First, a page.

Cincinnati Reds Immemorial: End of the Year Edition

The end of the year always bring about a lot of reflection and resolution. Since this spot is always a look back in Cincinnati Reds history, this post will focus only on the reflections from 2011.

When you don’t win a championship, reflections of the past year can be a bit disappointing. When you don’t win a division or the wild card, they extend far past mere disappointment. And when you don’t even have a winning season, reflections walk a fine line between normal frustration and the kind that boils.

Sill, there was some fun to be found at the Great American Ballpark during the 2011 season.

The glory of Opening Day, despite the chilly weather and overcast skies, arrived in Cincinnati with a fever unrivaled by most cities, the excitement a noticeable increase over the year before after the previous season’s division championship. Despite starting the season with two of their starting pitchers on the disabled list in Johnny Cueto and Homer Bailey and despite early inning struggles from Edinson Volquez in the opening game, the first five contests included an exciting walk off finish and an unvarnished record for the home team.

It wasn’t until a close loss to the Houston Astros in the sixth game where the tarnish started to show and the foreboding absence of clutch hitting became a season long problem. Before they knew what happened, they came home from an average West Coast road trip and found themselves dominated by the Pittsburgh Pirates and the Arizona Diamondbacks to drop them to one game above a merely mediocre .500 team, though still in a tie for first place with the Cardinals, their next opponents.

After leaving St. Louis with a deficit behind the new first place team, the Reds wouldn’t place their pennant atop the Central again until May after they swept those same Cardinals at Great American. That would be the last time they reached such heights however. They left a May behind that included a sweep at the hands of the Cleveland Indians and an emotionally and physically devastating loss to the Phillies in 19 innings. They found the initial days of June no better as an effort from Nick Masset, Bill Bray and Logan Ondrusek combined to blow a 5 run lead to the Dodgers in the 8th inning of a June 4th meltdown which eventually went on the books as a loss for the Reds after finally succumbing to Los Angeles in the 11th.

Success in the middle of June with a series win over the Chicago Cubs, a series split with the San Francisco Giants, and a series sweep of the Dodgers bled into the end of the month where the Reds were mostly brutalized during interleague play at the hands of the AL East. While the visits from the Blue Jays and the Yankees were gold when it came to piling up ticket sales, they were far less effective when it came to piling up the wins. And the trips into Baltimore and Tampa Bay proved equally unproductive in moving the Reds up or down the standings.

By the time they were meeting up with St. Louis and Milwaukee to start the month of July, they seemed to nearly be running on fumes. When they lost three out of four to the Brewers and Francisco Cordero blew multiple save opportunities in a row, the All Star Break was a welcome respite, but also a time when fans began to recognize the season was not shaping up to be any kind of an improvement on the 2010 campaign. As it turned out, their postseason aspirations had effectively died by that point, but the coroner was dragging his feet with the certificate.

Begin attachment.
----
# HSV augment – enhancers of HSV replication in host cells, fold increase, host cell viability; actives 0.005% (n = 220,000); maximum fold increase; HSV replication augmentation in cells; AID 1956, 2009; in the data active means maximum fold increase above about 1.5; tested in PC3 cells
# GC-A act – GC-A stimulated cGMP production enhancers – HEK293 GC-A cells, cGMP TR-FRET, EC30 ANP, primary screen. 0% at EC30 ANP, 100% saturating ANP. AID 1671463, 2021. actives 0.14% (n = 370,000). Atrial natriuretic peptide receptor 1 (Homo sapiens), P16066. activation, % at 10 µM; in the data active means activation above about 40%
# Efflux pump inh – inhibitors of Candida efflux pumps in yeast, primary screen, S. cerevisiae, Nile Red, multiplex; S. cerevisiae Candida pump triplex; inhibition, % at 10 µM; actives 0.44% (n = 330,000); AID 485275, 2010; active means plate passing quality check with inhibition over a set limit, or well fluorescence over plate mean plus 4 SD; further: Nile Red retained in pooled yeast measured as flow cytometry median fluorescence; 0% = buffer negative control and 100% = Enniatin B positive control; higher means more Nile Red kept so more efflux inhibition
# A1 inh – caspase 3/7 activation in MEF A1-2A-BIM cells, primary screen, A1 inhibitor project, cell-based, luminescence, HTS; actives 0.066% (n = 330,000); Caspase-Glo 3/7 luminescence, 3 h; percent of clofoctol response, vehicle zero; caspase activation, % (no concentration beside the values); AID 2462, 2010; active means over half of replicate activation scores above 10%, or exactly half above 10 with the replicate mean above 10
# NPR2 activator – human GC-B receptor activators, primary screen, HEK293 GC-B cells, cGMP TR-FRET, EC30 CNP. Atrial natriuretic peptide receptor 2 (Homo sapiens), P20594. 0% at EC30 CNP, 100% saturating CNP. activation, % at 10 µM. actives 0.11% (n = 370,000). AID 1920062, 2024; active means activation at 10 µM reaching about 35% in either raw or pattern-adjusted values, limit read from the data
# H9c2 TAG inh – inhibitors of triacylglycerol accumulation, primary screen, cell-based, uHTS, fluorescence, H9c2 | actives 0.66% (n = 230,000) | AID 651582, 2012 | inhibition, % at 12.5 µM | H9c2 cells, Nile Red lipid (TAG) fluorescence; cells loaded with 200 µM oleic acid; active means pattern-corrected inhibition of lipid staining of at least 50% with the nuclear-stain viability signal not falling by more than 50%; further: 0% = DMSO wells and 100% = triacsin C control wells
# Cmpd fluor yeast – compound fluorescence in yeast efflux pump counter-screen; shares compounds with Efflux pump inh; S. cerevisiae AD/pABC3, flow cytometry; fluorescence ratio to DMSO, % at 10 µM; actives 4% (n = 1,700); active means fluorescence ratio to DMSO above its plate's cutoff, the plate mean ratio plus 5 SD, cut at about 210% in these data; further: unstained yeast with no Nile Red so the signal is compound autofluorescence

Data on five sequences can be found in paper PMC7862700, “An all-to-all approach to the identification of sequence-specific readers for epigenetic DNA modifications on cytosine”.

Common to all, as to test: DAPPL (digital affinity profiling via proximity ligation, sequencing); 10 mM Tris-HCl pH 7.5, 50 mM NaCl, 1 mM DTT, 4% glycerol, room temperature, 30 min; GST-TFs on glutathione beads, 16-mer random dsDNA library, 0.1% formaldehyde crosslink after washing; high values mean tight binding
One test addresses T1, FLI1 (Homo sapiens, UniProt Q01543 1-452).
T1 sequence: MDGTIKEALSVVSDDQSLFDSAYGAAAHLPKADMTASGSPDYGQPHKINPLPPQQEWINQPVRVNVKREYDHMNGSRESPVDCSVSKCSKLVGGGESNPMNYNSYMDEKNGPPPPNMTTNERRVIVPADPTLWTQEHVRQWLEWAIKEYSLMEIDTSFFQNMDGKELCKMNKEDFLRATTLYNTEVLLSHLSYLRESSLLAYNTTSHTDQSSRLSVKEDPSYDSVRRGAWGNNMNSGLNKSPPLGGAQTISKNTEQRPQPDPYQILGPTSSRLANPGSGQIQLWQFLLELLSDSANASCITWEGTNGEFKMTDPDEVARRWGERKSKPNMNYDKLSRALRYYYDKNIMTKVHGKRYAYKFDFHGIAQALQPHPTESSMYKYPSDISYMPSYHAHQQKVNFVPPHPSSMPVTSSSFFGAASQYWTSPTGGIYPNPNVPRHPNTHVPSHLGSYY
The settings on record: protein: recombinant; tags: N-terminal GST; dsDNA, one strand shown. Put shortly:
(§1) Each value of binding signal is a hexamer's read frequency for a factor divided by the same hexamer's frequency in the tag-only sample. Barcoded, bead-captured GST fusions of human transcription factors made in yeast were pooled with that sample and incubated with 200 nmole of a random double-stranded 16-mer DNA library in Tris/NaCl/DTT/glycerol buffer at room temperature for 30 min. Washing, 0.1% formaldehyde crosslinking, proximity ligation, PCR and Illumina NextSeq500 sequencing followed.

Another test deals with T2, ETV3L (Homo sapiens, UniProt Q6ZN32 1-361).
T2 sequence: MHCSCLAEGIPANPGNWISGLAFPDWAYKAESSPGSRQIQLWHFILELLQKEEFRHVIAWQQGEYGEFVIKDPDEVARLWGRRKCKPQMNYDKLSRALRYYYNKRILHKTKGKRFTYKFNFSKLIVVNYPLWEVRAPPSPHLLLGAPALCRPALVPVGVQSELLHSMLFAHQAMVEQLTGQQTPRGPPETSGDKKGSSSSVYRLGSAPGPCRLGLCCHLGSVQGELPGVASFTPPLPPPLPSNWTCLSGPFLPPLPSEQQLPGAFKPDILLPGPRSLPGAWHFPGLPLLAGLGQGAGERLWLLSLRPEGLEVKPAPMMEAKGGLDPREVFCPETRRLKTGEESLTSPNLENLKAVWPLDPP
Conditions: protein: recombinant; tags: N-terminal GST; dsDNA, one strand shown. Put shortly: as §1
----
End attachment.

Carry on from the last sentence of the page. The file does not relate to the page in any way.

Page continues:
That’s not to say there weren’t still moments yet to come that would provide great baseball highlights. Sure enough, the game after the All Star Break involved a tilt against the Cardinals and the fans bounced around the stadium as Brandon Phillips bounced around the bases to complete the highlight of the season with his game winning long shot into the left center field stands. Joey Votto continued to provide some of the sweetest swings in all of baseball whenever he got pitches to hit. The Reds ushered the Giants into town for a weekend series and broke out the brooms with a three game sweep. In August, they finally won a series against the Pirates, their only victorious series against the Pittsburgh team the whole season. Then, despite losing the game, the Reds played in one of the most bizarre venues you’d see all season as an impending hurricane forced the Reds and Marlins to play a day-night doubleheader in a Sun Life Stadium that had less life than its name implied, housing less than 350 total fans during the day game.

For more bright spots, Cueto developed well and showed signs of becoming an ace despite finding himself back on the disabled list to end the year. And while Dontrelle Willis’ numbers were far from spectacular, his starts were some of the most exciting of the year, whether it was while he was on the mound, fielding a ground ball and performing some acrobatic feat toward first or raking hits into gaps from the plate. And while Drew Stubbs did strike out over 200 times, he did push for his personal best with 40 stolen bases. Jay Bruce, while not able to extend his incredible May throughout the season, did find a way into the hearts of Reds fans once again with another September walk off homerun added to his credit, this time against the Cubs.

No, 2011 may not be the favorite season in Reds history for anyone to reflect upon, but like any baseball season, there was much that happened to make it a fun and interesting ride. Between being hopeful about the health of the team going forward and the acquisitions they’ve made so far, 2012 is shaping up to be a better experience than was 2011. And if that’s the case, we can expect it to be a very Happy New Year.